The centre portion of the top plate is raised. At the front of this raised portion is the name 'Edixa' in Art Deco lettering. Behind the lettering is a screw head (7 mm diameter) which is used to reset the frame counter. This needs to be set to the film length as it counts down to zero - i.e. it tells you how many shots are left rather than how many are taken.

Wirgin Edixa 1
On the left-hand edge of the raised portion is an accessory shoe. This has no flash contacts and so is a cold shoe in flash terms. In use, this is just as likely to have had a rangefinder in it as a flash gun.

On the left of the top plate (left of the raised portion) is the rewind knob. There is no fold-out crank here, but the central portion lifts up to provide a fairly ergonomic grip.

The front of the camera has the shutter housing centrally placed. The shutter is a Gauthier Vero shutter which is basically a cut-down Prontor shutter (a further evidence of design to a price). This shutter offers four speeds (1/25, 1/50, 1/100, 1/200) plus B There is no self-timer on a Vero shutter and there is no flash synchronisation setting - flash is provided for with a PC socket on the side of the shutter housing - this is X synch for electronic flash guns.

The iris diaphragm offers apertures from f/3.5 to f/16. The range of shutter speeds together with the range of apertures allows for good exposures with most films available 50 years ago and most light conditions. This might seem a bit meagre by modern digital standards but I have never found it to be limiting in my photography.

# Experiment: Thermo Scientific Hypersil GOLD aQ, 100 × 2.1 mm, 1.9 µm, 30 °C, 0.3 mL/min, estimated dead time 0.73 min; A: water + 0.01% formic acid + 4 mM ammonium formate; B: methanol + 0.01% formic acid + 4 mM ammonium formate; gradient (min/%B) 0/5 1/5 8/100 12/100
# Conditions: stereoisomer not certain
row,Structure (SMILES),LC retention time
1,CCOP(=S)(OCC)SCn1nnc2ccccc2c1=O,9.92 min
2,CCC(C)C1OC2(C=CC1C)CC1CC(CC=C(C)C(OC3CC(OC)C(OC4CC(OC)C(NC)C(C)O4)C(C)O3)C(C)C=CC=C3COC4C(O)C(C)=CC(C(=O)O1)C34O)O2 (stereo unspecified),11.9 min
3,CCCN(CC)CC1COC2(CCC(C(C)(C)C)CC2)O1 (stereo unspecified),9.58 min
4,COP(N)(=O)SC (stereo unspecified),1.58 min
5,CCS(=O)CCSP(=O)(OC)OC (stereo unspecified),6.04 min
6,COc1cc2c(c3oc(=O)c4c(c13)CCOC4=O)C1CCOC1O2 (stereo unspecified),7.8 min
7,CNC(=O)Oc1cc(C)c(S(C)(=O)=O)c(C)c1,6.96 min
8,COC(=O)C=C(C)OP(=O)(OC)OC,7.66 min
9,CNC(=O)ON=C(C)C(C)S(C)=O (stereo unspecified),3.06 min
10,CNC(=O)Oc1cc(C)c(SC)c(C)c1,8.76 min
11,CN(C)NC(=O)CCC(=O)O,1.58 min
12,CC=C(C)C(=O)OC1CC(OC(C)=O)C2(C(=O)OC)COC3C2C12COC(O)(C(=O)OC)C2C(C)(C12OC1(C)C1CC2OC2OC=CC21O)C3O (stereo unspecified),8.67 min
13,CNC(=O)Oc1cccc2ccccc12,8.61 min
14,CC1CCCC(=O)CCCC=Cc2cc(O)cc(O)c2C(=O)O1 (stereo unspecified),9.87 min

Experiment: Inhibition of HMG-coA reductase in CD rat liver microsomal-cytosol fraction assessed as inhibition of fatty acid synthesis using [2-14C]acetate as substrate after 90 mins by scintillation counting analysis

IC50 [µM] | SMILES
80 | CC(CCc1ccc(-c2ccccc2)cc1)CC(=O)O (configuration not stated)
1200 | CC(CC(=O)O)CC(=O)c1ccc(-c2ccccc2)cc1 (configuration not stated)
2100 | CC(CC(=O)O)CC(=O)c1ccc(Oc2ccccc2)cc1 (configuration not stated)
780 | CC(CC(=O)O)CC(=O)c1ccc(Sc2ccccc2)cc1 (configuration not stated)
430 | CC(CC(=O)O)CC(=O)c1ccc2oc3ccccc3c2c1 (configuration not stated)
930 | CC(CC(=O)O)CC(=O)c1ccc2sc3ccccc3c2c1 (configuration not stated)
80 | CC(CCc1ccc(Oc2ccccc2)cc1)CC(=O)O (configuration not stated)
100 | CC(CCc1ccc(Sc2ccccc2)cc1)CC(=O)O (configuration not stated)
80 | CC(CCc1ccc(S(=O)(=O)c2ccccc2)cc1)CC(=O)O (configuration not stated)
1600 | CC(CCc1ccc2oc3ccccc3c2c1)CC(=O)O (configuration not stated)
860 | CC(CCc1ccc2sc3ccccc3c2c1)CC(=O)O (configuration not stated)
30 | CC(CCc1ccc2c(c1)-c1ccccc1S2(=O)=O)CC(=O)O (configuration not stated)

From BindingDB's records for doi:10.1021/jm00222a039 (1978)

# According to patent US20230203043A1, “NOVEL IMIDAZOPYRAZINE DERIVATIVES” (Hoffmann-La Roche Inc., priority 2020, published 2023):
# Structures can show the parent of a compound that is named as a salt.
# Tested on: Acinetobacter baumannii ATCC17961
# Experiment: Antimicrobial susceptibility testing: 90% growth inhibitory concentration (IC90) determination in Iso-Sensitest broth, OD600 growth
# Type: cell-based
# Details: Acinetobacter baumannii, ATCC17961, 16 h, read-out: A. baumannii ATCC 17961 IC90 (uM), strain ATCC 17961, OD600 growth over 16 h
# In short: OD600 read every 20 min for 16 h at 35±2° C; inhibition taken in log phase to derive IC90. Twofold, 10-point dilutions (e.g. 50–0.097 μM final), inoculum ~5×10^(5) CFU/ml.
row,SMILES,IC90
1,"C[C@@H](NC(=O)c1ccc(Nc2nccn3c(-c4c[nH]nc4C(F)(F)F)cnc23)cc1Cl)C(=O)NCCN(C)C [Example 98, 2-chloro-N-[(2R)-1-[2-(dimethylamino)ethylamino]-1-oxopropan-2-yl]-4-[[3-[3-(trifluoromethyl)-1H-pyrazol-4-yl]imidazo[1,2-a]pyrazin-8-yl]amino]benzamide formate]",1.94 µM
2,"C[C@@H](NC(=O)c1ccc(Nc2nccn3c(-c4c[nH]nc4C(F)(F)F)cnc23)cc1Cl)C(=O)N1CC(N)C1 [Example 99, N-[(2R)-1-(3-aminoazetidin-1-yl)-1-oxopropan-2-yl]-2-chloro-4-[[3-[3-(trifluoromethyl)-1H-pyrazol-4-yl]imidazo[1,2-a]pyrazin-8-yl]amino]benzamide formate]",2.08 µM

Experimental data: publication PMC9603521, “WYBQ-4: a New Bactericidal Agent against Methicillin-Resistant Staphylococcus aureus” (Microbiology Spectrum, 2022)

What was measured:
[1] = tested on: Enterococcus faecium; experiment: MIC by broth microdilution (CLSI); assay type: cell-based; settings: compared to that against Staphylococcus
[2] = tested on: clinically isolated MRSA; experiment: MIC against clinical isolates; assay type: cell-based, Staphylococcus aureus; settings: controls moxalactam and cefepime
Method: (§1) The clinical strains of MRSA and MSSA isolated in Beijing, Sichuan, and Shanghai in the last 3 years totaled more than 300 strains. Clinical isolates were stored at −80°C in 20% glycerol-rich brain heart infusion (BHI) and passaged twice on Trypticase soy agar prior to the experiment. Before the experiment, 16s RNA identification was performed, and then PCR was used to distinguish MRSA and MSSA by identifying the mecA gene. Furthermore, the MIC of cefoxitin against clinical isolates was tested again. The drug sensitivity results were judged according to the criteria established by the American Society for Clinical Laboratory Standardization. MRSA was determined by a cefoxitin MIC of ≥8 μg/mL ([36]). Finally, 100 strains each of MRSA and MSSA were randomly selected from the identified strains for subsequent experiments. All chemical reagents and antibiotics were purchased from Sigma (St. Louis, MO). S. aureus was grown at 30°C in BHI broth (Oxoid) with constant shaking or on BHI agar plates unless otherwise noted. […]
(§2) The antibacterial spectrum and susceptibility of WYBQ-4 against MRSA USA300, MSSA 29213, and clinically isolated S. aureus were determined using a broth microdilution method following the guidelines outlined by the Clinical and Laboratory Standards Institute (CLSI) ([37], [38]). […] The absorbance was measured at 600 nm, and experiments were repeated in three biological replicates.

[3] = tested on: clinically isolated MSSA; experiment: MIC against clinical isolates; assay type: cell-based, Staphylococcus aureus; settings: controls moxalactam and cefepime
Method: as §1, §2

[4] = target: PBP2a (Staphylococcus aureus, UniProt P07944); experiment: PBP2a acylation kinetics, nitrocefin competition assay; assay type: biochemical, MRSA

The lens is a Steinheil Cassar lens. The Cassar is a triplet and Steinheil seem to have generally supplied to the lower end of the market but I have always found them to be more than acceptable when stopped down to f/8 or f/11. See the test results further down to see how this particular lens performs. The lens has a focal length of 40 mm which is very slightly wide compared to 'normal' for 35mm photography (which is 43mm). The lens fascia bears the legend 'VL' which I take to mean that the lens is coated - it certainly has a slight colour cast to it. Focusing is by moving the front element of the lens (front cell focusing) rather than the whole lens assembly (unit focusing). This is generally considered inferior to focusing by moving the whole lens but any difference is technical rather than practical. The lens serial number is 889580 which should help me to date the camera precisely if/when I can find appropriate information on the Interweb.